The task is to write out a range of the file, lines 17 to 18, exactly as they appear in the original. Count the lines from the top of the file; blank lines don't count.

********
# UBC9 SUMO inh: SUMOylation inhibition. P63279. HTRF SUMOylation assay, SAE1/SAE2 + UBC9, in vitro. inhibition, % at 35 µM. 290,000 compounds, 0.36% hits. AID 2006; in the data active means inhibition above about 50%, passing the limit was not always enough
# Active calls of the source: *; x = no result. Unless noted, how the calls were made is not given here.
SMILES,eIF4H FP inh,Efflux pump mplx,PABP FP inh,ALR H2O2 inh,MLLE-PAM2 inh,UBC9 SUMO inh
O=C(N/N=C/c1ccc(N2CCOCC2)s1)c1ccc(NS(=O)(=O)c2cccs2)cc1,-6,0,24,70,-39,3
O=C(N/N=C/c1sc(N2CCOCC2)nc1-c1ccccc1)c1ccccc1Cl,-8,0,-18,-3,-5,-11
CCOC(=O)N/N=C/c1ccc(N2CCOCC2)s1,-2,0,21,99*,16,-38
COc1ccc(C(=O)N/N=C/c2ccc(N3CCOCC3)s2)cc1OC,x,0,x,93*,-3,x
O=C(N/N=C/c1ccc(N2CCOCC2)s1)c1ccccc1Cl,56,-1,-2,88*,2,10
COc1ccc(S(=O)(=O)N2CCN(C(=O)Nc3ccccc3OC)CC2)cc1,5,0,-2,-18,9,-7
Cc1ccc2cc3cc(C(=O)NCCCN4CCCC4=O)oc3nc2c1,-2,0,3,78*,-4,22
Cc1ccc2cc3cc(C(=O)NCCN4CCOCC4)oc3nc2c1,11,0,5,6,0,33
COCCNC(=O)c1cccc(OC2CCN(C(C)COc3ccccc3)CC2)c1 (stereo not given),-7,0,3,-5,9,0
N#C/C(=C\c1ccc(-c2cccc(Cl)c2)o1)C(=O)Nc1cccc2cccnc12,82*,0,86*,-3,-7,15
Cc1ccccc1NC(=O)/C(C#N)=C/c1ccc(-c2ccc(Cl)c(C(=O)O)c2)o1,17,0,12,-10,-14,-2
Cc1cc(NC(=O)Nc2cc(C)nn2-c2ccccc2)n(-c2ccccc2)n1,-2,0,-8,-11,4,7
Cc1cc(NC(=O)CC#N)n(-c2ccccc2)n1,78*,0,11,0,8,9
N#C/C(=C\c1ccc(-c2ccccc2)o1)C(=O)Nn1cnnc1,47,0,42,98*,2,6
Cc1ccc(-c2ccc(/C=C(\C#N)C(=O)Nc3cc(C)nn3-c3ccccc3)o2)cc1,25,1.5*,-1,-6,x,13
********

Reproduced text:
N#C/C(=C\c1ccc(-c2ccccc2)o1)C(=O)Nn1cnnc1,47,0,42,98*,2,6
Cc1ccc(-c2ccc(/C=C(\C#N)C(=O)Nc3cc(C)nn3-c3ccccc3)o2)cc1,25,1.5*,-1,-6,x,13